**Open Journal of Applied Sciences**

Vol.05 No.07(2015), Article ID:57976,12 pages

10.4236/ojapps.2015.57036

Decision Theory and Analysis: An Optima Value Creation Precursor for Organizations

Cephas A. Gbande^{1}, Paul T. Akuhwa^{2}

^{1}Faculty of Administration, Department of Business Administration, Nassarawa State University, Keffi, Nigeria

^{2}OTIJOSH Resources Limited, Abuja, Nigeria

Email: Cgbande3@gmail.com, akuhwa.paul@gmail.com

Copyright © 2015 by authors and Scientific Research Publishing Inc.

This work is licensed under the Creative Commons Attribution International License (CC BY).

Received 14 June 2015; accepted 12 July 2015; published 15 July 2015

ABSTRACT

Organizations make many informed decisions such as increasing production capacity, improving human capital, entering a new market etc. This paper shows that executives take either of the two major types of decisions: programmed (structured) and nonprogrammed (unstructured) decisions. While the programmed decisions are for perfectly stable situations, the nonprogrammed decisions are for the real world situation surrounded by uncertainties, risks and ambiguities. For an optima value creation, this paper is succinct that a robust decision theory and analysis serve as a precursor. The environment of decision-making keeps changing and it takes decision-making for organizations to change proportionately to these environmental changes if they must survive. The decision-maker uses probability values to convert uncertainties and risks into perfect knowledge poles so as to make informed decisions. Models are veritable decision making tools and are deterministic and probabilistic (or stochastic) for programmed and nonprogrammed decisions respectively. Real-world value optimization in this paper centres on decisions under pure uncertainty and risky situations generating model fits for an optima value creation. Finally, the optima value creation models under the uncertainty and risk are suggested and organizations advised to use professional decision theorists and analysts as the need arise.

**Keywords:**

Decision-Making, Decision Environment, Programmed and Nonprogrammed Decisions, Optimization

1. Introduction

Almost all human endeavours involve decisions, and consequently, success in business and industry is the sole preserve of the quality of decision-making. This quality of decision-making and the technical progress amongst societies are inextricable and diametrically symbiotic. Theorizing about decision-making is almost the same as theorizing about human endeavours. Concomitantly, a Hegelian approach about decision-making discourse is same as Hegelian approach with human endeavour discourses. However, decision theory and analysis are not quite as all-embracing as it focuses only on some aspects of human endeavours. In particular, it focuses on how the decision-maker (or executive) uses his/her freedom among the myriad of decision choices [1] . In situations encountered by decision theorists and analysts, there are options to choose, and the decision-maker chooses in a non-random way. The choices of the decision-maker, in these situations, are goal-directed activities. Hence, decision theory and analysis are concerned with the goal-directed behaviour in the presence of options [1] . Decision making is central to the corporate existence, operational excellence, effective performance and productivity of businesses and organizations. To the intent that organizations today are a function of decisions and subsequently, organizations tomorrow are subjects of decisions to make today.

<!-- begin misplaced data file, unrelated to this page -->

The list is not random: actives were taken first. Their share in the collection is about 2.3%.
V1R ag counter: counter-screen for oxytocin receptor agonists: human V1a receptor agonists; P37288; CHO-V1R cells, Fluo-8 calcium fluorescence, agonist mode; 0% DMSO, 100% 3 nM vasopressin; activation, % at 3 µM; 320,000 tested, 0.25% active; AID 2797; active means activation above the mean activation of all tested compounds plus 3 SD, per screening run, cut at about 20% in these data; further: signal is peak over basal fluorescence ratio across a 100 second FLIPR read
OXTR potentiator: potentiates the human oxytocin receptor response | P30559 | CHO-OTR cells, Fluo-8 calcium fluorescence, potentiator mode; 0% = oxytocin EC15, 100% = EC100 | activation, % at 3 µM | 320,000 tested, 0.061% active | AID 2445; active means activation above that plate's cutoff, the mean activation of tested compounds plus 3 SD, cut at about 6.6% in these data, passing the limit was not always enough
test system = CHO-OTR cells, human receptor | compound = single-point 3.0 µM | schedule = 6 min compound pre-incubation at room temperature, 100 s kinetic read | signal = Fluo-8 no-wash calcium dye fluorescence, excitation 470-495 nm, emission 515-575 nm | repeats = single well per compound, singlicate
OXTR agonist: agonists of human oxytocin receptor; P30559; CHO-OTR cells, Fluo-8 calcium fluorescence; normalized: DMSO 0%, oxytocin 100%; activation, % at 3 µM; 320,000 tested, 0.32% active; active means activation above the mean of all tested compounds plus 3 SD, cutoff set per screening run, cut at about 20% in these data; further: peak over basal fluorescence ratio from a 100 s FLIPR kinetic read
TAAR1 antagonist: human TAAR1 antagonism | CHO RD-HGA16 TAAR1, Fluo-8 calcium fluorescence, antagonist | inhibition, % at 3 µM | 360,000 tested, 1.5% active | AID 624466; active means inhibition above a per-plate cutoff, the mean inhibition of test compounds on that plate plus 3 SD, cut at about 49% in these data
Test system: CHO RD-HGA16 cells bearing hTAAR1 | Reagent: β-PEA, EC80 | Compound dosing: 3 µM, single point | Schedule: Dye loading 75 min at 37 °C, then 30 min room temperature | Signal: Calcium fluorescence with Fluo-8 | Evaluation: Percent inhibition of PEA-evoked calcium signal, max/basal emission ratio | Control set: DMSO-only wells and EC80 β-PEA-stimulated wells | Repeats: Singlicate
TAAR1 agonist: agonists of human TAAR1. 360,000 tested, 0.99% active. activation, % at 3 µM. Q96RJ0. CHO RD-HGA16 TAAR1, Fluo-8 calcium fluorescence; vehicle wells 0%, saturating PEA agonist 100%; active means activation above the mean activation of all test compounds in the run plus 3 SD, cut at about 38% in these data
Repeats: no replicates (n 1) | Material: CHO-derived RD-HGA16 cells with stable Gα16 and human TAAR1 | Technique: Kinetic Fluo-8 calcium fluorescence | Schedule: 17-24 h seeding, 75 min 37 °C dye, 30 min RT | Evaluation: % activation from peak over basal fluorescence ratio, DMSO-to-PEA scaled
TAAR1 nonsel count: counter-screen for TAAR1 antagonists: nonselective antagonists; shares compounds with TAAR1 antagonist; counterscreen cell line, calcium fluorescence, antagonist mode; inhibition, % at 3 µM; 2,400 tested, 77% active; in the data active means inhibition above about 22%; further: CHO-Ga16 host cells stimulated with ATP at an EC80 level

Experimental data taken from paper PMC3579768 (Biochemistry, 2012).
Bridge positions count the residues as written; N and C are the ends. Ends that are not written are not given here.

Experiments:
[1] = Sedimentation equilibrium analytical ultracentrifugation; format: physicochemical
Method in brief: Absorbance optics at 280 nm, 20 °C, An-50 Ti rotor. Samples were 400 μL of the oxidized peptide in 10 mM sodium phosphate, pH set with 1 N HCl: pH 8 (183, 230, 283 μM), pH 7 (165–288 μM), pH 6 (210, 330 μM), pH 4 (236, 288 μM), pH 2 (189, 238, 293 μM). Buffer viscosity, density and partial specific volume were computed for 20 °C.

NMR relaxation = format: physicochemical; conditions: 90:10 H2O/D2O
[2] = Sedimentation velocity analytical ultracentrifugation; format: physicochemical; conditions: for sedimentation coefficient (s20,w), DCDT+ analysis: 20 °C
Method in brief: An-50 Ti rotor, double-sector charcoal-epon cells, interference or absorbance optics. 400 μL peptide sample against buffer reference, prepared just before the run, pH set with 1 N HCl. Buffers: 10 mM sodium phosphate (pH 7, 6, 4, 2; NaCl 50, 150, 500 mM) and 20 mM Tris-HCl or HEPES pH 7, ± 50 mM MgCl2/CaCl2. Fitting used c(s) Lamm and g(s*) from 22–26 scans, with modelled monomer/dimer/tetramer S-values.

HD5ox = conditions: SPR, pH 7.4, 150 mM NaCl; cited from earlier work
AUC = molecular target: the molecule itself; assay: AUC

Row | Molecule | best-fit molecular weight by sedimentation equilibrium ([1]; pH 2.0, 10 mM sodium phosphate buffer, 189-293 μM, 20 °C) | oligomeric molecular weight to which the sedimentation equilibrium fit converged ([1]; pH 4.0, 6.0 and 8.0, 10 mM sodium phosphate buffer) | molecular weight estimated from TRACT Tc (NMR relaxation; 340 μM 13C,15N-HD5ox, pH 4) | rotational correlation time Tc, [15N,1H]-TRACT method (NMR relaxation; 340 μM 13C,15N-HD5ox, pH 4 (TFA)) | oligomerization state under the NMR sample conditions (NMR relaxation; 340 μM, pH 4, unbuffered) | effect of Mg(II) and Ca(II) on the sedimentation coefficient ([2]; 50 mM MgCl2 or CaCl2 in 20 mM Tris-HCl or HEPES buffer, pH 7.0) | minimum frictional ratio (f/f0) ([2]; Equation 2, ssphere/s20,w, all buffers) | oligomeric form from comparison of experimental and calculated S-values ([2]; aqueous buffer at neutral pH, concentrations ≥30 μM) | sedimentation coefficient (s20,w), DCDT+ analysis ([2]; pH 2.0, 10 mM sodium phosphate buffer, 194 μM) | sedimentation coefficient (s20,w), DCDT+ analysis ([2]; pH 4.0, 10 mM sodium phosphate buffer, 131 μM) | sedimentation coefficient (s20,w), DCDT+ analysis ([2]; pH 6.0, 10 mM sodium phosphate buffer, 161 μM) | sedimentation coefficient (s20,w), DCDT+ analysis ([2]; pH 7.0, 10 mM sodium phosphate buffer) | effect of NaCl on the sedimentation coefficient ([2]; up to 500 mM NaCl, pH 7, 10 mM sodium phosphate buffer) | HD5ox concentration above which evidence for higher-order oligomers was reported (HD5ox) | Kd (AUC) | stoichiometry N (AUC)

Decision-making is not an endless process but a discontinuous one. In the history of almost any endeavours, there are periods of decision-making being crafted and other periods in which most of the decision-making implementation takes place. Decision theory and analysis try to throw some light, in various ways, on the former type of period (i.e. the period of crafting decision-making) [1] . Organization as a system emphasizes the need for good information and channels of communication in order to assist the effective decision making. The systems approach to organization, involves the isolation of these functions most directly concerned with the achievement of objectives and identification of main decision areas. Recognition of the need for decision-making and the attainment of goals draw attention to a sub-division of the systems approach and the decision theory. The decision theory focuses on managerial decision-making and how organizations process and use information in making decisions [2] [3] . Modern decision theory and analysis have developed since the middle of the 20th century through contributions from several academic disciplines. Although, being clearly an academic subject of its own right now, decision theory is typically pursued by scholar-practitioners and seminal researchers who identify themselves as economists, statisticians, engineers, psychologists, operations research scientists, political and social scientists, management scientists and other philosophers.